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Saudi officials said Tuesday that Sudanese president Omar al-Bashir — who is wanted on genocide charges by an international court — has been invited to an upcoming summit with President Donald Trump and the leaders of Muslim nations.
The invitation was first reported by The Associated Press, citing officials close to Saudi Arabia’s king who were not authorized to speak publicly.
A U.S. official told NBC News that the Trump administration opposes invitations or travel by those subject to outstanding International Criminal Court warrants, like Bashir.
"The United States has made its position with respect to Sudanese President Omar al-Bashir’s travel clear," the official said.
"While the United States is not a party to the Rome Statute, which is the treaty that established the International Criminal Court, we nevertheless strongly support efforts to hold accountable those responsible for genocide, crimes against humanity, and war crimes, including such acts in Darfur,” the U.S. official said.
The summit Trump is scheduled to attend on Sunday, during his first overseas trip as president, is being organized by Saudi Arabia and will gather more than 50 top dignitaries from Muslim countries across Asia, Africa and the Middle East.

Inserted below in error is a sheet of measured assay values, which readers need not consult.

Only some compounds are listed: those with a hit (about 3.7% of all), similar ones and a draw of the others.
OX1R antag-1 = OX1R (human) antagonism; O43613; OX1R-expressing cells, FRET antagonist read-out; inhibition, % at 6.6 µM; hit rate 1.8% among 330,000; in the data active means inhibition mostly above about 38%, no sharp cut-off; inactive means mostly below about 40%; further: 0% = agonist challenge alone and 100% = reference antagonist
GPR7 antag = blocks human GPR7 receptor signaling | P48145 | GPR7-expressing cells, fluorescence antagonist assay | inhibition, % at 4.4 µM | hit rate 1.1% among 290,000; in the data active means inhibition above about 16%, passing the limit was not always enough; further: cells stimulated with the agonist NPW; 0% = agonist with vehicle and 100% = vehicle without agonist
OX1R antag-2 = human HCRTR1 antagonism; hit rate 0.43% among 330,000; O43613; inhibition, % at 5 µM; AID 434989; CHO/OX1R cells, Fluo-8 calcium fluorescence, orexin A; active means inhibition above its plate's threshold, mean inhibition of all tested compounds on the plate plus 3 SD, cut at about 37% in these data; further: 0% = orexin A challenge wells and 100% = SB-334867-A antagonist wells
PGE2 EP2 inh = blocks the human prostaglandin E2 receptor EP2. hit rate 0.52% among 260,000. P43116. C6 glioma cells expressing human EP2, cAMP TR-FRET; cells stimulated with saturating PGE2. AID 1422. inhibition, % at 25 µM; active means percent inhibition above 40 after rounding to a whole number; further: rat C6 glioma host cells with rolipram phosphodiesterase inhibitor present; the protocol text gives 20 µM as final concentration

The International Criminal Court issued one arrest warrant against Bashir in 2009 and another in 2010 for genocide, crimes against humanity and war crimes over atrocities in Darfur. Bashir has evaded arrest for years.
In 2015 Bashir avoided arrest while attending an African Union summit in South Africa. A judge barred him from leaving the summit but before the hearing was over Sudan's State Minister for Information Yasser Youssef told Reuters had flown back to Sudan.
At the time of the 2015 summit, the U.S. said it was "deeply concerned" over Bashir's travel to South Africa for the summit, and the ICC urged South Africa to "spare no effort in ensuring the execution of the arrest warrants."
Sudan is a member of a Saudi-led coalition that had been conducting airstrikes against Shiite Houthi rebels in the conflict in Yemen, which borders Saudi Arabia to the south. Bahrain, Kuwait, Qatar, the United Arab Emirates, Egypt, Jordan, Morocco are also members of that coalition.